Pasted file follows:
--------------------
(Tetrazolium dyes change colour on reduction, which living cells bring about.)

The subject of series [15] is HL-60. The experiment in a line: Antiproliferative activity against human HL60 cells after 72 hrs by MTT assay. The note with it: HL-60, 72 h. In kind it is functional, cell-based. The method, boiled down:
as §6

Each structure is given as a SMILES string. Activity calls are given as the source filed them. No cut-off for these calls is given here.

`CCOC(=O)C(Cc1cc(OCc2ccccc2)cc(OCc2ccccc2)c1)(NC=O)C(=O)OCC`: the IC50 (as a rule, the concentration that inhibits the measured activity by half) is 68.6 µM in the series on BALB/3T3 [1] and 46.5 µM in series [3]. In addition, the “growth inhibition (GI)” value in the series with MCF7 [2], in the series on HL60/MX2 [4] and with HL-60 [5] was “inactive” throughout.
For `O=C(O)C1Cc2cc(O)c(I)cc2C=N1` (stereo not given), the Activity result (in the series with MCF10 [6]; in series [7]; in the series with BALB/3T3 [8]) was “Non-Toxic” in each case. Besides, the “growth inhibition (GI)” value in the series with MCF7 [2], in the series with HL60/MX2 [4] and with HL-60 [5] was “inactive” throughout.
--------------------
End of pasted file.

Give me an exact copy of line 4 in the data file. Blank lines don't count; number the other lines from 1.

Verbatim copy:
Each structure is given as a SMILES string. Activity calls are given as the source filed them. No cut-off for these calls is given here.